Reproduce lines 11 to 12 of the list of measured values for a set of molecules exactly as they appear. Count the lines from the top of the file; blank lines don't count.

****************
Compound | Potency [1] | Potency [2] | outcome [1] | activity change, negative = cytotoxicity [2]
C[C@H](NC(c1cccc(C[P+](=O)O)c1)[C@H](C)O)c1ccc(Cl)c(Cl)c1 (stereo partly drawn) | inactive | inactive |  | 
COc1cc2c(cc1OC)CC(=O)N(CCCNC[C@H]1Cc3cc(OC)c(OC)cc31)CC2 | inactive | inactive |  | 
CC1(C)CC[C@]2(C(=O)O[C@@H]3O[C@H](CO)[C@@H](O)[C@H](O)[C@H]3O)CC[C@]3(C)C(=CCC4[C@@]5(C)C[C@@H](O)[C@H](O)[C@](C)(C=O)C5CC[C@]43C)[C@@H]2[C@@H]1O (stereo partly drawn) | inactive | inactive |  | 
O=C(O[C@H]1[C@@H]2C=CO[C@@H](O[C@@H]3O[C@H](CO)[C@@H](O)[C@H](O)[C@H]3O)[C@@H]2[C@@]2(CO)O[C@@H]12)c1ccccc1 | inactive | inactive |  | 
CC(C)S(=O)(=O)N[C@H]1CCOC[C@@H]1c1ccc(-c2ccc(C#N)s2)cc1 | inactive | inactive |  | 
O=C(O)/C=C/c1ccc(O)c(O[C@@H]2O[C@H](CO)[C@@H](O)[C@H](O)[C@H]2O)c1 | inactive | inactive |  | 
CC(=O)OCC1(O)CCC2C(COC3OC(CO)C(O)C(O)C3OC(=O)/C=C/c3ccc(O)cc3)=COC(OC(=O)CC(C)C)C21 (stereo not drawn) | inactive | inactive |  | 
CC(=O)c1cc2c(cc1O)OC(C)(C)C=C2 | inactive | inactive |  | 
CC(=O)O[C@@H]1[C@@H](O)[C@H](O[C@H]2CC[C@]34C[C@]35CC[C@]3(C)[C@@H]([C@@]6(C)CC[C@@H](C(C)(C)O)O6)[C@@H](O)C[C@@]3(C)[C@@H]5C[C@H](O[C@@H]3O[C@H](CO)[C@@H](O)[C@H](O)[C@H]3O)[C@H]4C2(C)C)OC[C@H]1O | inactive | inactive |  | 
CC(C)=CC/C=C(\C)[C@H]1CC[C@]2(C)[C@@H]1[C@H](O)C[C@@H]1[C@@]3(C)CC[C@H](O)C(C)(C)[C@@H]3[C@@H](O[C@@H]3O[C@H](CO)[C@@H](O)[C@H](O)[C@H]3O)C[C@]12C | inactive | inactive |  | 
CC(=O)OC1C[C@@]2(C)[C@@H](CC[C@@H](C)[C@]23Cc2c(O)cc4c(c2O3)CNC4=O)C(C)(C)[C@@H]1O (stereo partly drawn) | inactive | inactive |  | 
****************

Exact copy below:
CC(C)=CC/C=C(\C)[C@H]1CC[C@]2(C)[C@@H]1[C@H](O)C[C@@H]1[C@@]3(C)CC[C@H](O)C(C)(C)[C@@H]3[C@@H](O[C@@H]3O[C@H](CO)[C@@H](O)[C@H](O)[C@H]3O)C[C@]12C | inactive | inactive |  | 
CC(=O)OC1C[C@@]2(C)[C@@H](CC[C@@H](C)[C@]23Cc2c(O)cc4c(c2O3)CNC4=O)C(C)(C)[C@@H]1O (stereo partly drawn) | inactive | inactive |  | 